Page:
About FamilySearch International
FamilySearch is the largest genealogy organization in the world. FamilySearch is a nonprofit, volunteer-driven organization sponsored by The Church of Jesus Christ of Latter-day Saints. Millions of people use FamilySearch records, resources, and services to learn more about their family history. To help in this great pursuit, FamilySearch and its predecessors have been actively gathering, preserving, and sharing genealogical records worldwide for over 100 years. Patrons may access FamilySearch services and resources for free at FamilySearch.org or through more than 4,600 family history centers in 132 countries, including the main Family History Library in Salt Lake City, Utah.

Free Cemetery Records Databases at AmericanAncestors.org October 30 through November 7, 2015

The following was received from NEHGS:

Cemetery-Databases-Free-NEHGS-2015-350pw

October 30, 2015 — Boston, Massachusetts — “Your ancestors have been dying for you to uncover them. NEHGS has opened the cemetery gates so you can start digging!”

Just in time for the Halloween celebrations and to add some fun to ancestral research this holiday, AmericanAncestors.org and New England Historic Genealogical Society (NEHGS) have made their complete collection of American cemetery databases accessible for FREE to guest users on their data-rich website.

The collection of more than 100 databases comprising more than one million records is accessible FREE from Friday, October 30, through midnight on Saturday, November 7. The collection includes cemetery transcriptions from New England and other states and was compiled from many different sources to create a unique group of cemetery offerings.

Registration at AmericanAncestors.org is required as a FREE Guest Member to gain access to these valuable resources. Guest User accounts allow web visitors to use a limited suite of databases on AmericanAncestors.org and to access web content such as making purchases from the NEHGS online store. Unlimited access to more than one billion online records on the website and to other benefits is through membership at NEHGS.
Family historians may start digging for their ancestors in these historic American cemeteries at: http://www.americanancestors.org/free-cemetery-databases.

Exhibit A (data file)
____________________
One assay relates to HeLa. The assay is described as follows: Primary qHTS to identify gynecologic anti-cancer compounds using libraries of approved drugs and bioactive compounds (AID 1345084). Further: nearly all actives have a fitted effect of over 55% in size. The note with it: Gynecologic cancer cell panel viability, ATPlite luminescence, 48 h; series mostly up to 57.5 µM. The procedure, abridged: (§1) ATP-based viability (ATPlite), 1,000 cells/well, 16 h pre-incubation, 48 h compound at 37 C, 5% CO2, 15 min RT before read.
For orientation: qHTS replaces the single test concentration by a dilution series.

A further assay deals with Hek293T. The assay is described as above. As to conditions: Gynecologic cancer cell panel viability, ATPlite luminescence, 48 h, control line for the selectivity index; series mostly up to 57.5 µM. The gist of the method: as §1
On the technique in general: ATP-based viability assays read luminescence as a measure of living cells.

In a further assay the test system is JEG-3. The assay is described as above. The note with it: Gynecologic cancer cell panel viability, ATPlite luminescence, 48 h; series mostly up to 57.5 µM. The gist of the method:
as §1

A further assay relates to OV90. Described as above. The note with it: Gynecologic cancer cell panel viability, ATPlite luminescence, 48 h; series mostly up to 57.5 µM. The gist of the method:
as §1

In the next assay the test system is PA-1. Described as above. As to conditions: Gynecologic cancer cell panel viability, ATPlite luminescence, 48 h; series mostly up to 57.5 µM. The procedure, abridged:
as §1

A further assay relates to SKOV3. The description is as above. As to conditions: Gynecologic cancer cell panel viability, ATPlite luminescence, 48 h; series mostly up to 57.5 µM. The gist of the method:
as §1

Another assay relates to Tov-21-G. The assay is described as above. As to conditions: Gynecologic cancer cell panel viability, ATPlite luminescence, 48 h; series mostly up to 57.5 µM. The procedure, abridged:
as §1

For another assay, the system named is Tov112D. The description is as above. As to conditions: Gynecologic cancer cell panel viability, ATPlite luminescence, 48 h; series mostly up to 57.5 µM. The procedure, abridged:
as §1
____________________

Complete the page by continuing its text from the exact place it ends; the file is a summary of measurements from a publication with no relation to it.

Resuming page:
The cemetery databases included in this special offering and FREE Access event are:

  • American Jewish Historical Society – New England Archives: Jewish Cemeteries in Massachusetts
  • Boston, MA: Old Cemeteries of Boston
  • Brooklyn, NY: Cemetery Inscriptions, 1686-1882
  • Cemetery Transcriptions from the NEHGS Manuscript Collections
  • Charleston, SC: Inscriptions in Old Jewish Cemeteries, 1762-1903
  • Dedham, MA: Church and Cemetery Records 1638-1845
  • Gloucester, MA: Burials in Gloucester Cemeteries
  • New York: Long Island Cemetery Inscriptions, 1652-1910
  • North Andover, MA: Burials in Ridgewood Cemetery, 1848-1950
  • Northampton, MA: West Farms Cemetery
  • Rhode Island Historical Cemeteries Database Index
  • Sharon, MA: Sharon Memorial Park Cemetery
  • Sterling, MA: Leg Cemetery Records
  • Westbrook, CT: Cemetery Inscriptions
  • Western Massachusetts: Jewish Cemeteries of Western Massachusetts

About American Ancestors and New England Historic Genealogical Society
The founding genealogical society in America, New England Historic Genealogical Society (NEHGS) was established in 1845. Today it has a national collecting scope and serves more than 130,000 constituents through an award-winning website, AmericanAncestors.org.

NEHGS’s resources, expertise, and service are unmatched in the field, and their leading staff of on-site and online genealogists includes experts in early American, Irish, English, Scottish, Italian, Atlantic and French Canadian, African American, Native American, Chinese, and Jewish research. The NEHGS library and archive, located at 99–101 Newbury Street in downtown Boston, is home to more than 28 million items, including artifacts, documents, records, journals, letters, books, manuscripts, and other items dating back hundreds of years.

50% Off! $hide Name List-Census Substitute #Genealogy Books AL-KS with Free eBook & Super-Saver USA Shipping

Illinois-Name-Lists-200pw

To celebrate the Christmas Season, FRPC is discounting all seventeen Dollarhide Name List printed books by 50%, making them just $9.48 each (including a FREE immediate download of the eBook). The eBooks themselves are also discounted 40%, making them just $7.50 (with no shipping charges). We’ve also put together a Super-Saver USA shipping arrangement for these books. The first book in an order ships for just $4 – and each book thereafter is only 50 cents each! Order 2 Name List books, shipping is $4.50; three books, just $5; four books, just $5.50. Mix or match your Name List books. All 17 books currently in print are included in the sale with no limits on numbers to be ordered. Dealer purchases are welcome. Sales are subject to books in stock and on hand, as reprinting of the volumes will take too long for Christmas sales. This offer is good through Christmas Eve, December 24, 2014.

Sorry – this offer is for USA sales only.

All Dollarhide state Name List books currently come with a FREE download of a PDF eBook. Upon placing your order, you will be able to download the FREE PDF eBook directly from the FRPC screen. You will also be sent an email from where you can click on the link and download the item. You can only download the PDF eBook once, so if you make your order from a computer other than your own, you might want to wait until you get to your computer and do the actual download from the email. Your book itself will be mailed by USPS media mail, and can be expected to arrive within 7 to 10 days within the United States.